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Federal government invests 48 million euros in phase 2 energy support programme to propel Nigeria’s energy transition



Federal government invests 48 million euros in phase 2 energy support programme to propel Nigeria's energy transition

Federal government invests 48 million euros in phase 2 energy support programme to propel Nigeria’s energy transition


In a significant move to bolster Nigeria’s energy landscape, the Federal Government has committed a staggering 48 million euros towards the second phase of its Energy Support Programme.

Joshua Yari, the Component Lead of the Enabling Environment Nigerian Energy Support Programme (NESP), made this announcement at a one-day summit organized by the Energy Commission of Nigeria (ECN) in collaboration with Abloom Trust Nigeria Ltd in Abuja.

Themed “Prospects of Energy Transition Plan,” the summit served as a platform to unveil the ambitious initiatives aimed at transforming Nigeria’s energy sector.

Yari underscored the collaborative effort behind the project, highlighting the co-funding by the European Union and the German Federal Ministry for Economic Cooperation and Development. Additionally, he revealed the Nigerian government’s commitment to inject nearly 19 million euros into the programme’s third phase. Moreover, Yari outlined the significant support from the World Bank, in conjunction with the Nigerian Electrification Programme, bringing in a substantial investment of 750 million dollars. This investment is earmarked to facilitate the integration of renewable energy and energy efficiency, particularly in rural areas, thereby fostering sustainable development.

The Energy Transition Plan, according to Yari, focuses on five critical areas, with one of its primary objectives being the creation of an enabling environment to attract and sustain investments within Nigeria’s energy sector.

Dr. Mustapha Abdullahi, the Director-General of ECN, emphasized the necessity for Nigeria to address various challenges hindering its energy transition goals. These challenges include investment barriers, grid integration issues, and the need for robust policy frameworks. Abdullahi proposed innovative policy measures, regulatory reforms, and investments in grid modernization as key solutions to overcome these hurdles and facilitate a seamless transition towards sustainable energy practices.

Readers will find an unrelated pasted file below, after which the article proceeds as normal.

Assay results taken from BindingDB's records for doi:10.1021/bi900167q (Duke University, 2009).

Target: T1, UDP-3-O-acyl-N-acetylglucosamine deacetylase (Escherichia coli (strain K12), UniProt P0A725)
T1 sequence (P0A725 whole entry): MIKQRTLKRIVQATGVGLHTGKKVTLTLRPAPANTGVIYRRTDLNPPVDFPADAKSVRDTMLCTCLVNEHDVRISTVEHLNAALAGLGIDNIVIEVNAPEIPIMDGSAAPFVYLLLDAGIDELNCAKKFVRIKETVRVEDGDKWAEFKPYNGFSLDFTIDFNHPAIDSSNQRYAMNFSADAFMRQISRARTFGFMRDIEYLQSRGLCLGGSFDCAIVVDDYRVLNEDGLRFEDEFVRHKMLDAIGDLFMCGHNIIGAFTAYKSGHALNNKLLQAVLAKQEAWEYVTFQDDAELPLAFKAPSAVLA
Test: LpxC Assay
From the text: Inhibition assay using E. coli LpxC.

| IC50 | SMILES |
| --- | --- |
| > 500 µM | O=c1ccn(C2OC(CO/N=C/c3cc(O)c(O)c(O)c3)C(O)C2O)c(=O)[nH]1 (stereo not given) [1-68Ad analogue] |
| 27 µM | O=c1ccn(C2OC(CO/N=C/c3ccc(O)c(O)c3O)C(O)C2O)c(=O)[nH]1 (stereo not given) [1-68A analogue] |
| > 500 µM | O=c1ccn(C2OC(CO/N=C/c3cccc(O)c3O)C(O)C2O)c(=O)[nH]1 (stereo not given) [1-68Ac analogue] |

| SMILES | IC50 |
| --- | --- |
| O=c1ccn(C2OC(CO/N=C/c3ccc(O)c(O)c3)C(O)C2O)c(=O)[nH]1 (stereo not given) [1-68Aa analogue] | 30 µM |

Moreover, Abdullahi stressed the importance of collaboration with stakeholders to navigate the complexities of Nigeria’s energy transition journey effectively. He emphasized that such collaboration would foster robust discussions, knowledge sharing, and the formulation of actionable policy recommendations to drive the country’s energy transition agenda forward.

“Energy transition is not merely a buzzword. It is a fundamental shift in our approach to energy production and consumption,” Abdullahi emphasized, highlighting the criticality of embracing transformative strategies to meet Nigeria’s evolving energy needs.

Ogbugo Ukoha, the Executive-Director of the Nigerian Mainstream and Downstream Petroleum Regulatory Authority (NMDPRA), lauded the promising impact of environmental optimization as Nigeria transitions away from heavy reliance on Premium Motor Spirit (PMS) towards maximizing gas utilization in the country.

The concerted efforts of both government and private sector stakeholders, coupled with strategic investments and collaborative initiatives, are poised to accelerate Nigeria’s energy transition trajectory, ensuring a sustainable and resilient energy future for generations to come.

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